Step 1: Decide where your dance floor (outside or indoor) will be.  Unroll your bubble wrap, cut it into long strips and then tape them together to make a square or rectangular “dance floor.”  We used 2 rolls for our area.  Then roll up your dance floor and stash it until ready to use.  Bubble wrap is near irresistible and unless you have armed guards protecting it, if it is laid down when the kiddos arrive, they will pounce.

Step 2: When you are ready to dance, activate and coil the glow-in-the-dark bracelets and place them on the floor where the dance floor will be.  The darker your room, the brighter the bracelets (aka planets) will be.  Unroll the dance floor over the planets, start your rainbow disco ball and unleash some tunes.  Little Man’s party dance music of choice is still Imagination Movers: Rock-o-matic.  It was awesome!

The DJ station.

The DJ station.

 Cardboard Rocket Ship
There are a surprising number of cardboard rocket ship designs out there.  We wanted something that would be a great backdrop for pictures, but also that the kids could play in.  As long as it survived the party, I was happy.  It is just cardboard after all, and you should be able to get empty boxes for free from any selection of local stores.  Recycling can be fun!

Here’s what you’ll need: multiple large cardboard boxes, wide masking tape, a box cutter, spray paint, and acrylic paint.

For this craft I don’t have specific construction steps since this will vary wildly based on the shape and size of rocket you want to make.  I used a large cube-shaped box for the body, opening out the flaps and taping it all together to make a long rectangle.  If your “rocket” feels a bit unsecure in places, take some of your remaining boxes, cut strips from them and tape or hot glue these reinforcing strips on the inside of your rocket.  Once the body is complete, spray paint it silver.  After the silver paint is dried, shape fins for your rocket, hot glue them on and hand paint them dark blue with acrylic paint.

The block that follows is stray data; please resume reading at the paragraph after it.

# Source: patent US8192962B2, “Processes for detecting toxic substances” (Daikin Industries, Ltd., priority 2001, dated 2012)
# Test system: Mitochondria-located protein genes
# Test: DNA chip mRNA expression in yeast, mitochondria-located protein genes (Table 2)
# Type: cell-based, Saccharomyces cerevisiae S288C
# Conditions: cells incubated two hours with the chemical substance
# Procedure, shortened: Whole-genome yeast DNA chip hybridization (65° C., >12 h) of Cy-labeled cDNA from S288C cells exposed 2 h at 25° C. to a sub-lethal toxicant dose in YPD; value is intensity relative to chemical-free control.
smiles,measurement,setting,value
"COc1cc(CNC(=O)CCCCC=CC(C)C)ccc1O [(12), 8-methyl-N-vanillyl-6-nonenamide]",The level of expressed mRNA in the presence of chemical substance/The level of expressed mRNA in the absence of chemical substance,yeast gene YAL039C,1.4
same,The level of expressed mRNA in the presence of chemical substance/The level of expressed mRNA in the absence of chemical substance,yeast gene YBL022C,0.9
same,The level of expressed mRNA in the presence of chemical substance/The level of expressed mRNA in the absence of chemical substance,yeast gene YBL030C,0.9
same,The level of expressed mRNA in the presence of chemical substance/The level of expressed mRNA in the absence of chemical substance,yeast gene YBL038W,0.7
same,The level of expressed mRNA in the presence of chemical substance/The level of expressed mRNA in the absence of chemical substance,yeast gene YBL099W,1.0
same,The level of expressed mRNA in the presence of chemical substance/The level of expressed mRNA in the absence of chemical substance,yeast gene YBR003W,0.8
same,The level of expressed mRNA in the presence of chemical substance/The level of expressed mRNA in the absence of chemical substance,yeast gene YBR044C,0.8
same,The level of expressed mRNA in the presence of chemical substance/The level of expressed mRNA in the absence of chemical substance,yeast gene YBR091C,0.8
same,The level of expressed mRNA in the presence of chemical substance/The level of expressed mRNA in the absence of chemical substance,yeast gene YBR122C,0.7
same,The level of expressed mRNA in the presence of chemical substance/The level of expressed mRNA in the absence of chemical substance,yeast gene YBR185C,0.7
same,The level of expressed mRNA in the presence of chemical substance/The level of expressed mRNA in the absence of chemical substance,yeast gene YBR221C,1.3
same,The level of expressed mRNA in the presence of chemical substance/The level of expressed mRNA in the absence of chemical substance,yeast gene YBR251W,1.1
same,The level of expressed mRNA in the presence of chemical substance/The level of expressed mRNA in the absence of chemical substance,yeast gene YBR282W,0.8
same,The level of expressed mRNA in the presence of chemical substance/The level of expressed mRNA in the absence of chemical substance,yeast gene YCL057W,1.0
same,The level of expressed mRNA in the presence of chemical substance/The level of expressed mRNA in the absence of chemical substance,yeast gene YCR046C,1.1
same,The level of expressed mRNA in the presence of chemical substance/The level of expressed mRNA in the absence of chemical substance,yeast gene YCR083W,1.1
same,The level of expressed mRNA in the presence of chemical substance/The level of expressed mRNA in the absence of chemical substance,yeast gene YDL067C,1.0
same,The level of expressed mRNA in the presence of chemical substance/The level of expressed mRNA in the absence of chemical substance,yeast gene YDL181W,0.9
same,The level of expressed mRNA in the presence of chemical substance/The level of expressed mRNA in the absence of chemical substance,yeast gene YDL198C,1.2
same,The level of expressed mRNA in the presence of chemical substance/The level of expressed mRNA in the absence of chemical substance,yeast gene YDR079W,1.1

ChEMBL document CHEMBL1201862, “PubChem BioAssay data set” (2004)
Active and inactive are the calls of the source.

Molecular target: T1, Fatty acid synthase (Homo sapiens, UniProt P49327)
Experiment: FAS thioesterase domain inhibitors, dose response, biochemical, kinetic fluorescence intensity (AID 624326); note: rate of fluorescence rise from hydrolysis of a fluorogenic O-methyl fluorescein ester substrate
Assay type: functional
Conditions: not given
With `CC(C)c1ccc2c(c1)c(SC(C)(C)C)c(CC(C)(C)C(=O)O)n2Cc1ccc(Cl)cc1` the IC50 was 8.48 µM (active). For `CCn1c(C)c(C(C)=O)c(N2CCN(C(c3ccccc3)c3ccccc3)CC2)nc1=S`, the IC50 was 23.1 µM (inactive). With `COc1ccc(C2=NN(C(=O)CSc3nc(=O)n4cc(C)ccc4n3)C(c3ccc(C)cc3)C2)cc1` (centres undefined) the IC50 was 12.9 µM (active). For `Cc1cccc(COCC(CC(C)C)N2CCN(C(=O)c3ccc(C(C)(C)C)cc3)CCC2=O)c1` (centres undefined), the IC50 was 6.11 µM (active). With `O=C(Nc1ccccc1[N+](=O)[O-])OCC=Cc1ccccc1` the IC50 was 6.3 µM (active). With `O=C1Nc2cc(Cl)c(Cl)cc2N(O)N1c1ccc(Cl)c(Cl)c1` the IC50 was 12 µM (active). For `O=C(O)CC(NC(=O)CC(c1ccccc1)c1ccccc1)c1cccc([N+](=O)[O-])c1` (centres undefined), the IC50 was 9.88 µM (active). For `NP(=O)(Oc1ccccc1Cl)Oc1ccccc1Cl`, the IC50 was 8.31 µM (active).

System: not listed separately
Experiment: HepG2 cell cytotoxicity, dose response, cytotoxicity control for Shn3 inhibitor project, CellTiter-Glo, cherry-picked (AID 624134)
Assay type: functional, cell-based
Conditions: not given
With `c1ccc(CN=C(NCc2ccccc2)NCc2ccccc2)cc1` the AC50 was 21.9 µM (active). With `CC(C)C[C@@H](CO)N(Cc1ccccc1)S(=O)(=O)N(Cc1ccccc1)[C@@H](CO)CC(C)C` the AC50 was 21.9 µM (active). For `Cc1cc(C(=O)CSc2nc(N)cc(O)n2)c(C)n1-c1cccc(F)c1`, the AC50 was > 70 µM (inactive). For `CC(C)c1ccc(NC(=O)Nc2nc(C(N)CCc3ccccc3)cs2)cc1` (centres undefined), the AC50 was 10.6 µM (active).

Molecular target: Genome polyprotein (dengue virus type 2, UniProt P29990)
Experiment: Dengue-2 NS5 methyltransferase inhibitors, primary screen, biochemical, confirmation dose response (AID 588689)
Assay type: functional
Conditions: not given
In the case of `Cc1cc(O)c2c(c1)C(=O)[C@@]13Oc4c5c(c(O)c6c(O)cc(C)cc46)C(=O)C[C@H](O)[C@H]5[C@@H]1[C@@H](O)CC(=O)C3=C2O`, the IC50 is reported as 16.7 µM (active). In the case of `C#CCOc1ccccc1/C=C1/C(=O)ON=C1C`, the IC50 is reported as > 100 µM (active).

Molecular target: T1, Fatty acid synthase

We made our rocket in two pieces so that it wouldn’t break whenever it fell over.  With another large box, shape a cone (or pyramid) top for your rocket.  Once the cone is shaped and secured with interior structural strips, spray paint it red.

After everything is dry, I cut a round window in the front and a door in the back.  Make sure your door is big enough for the kiddos to fit in, but don’t take it all the way down to the floor.  Leave a little bit that the kids need to step over in order to keep the base of your rocket strong.
IMG_3311Glittery Stars
IMG_3301Even though these popsicle stick stars (or snowflakes) are a pretty ubiquitous craft, I included them here since it was something that Little Man could have an active hand in creating.  I wanted him to be able to feel a bit of ownership in this DIY adventure, and to be able to see his art work hanging in the party space.

Here’s what you’ll need: : Large craft popsicle sticks, hot glue gun, craft glue, sticky jewels, silver glitter, silver and blue glass gems, sparkly yarn to hang them with.

Step 1: Adults, using a hot glue gun, glue two sticks into a plus sign.  Do this with the remaining sticks that you want to use.  Little Man and I made 8 stars, so we completed 16 of the plus signs.  Then glue two of the plus signs together to create the star (or snowflake) shape.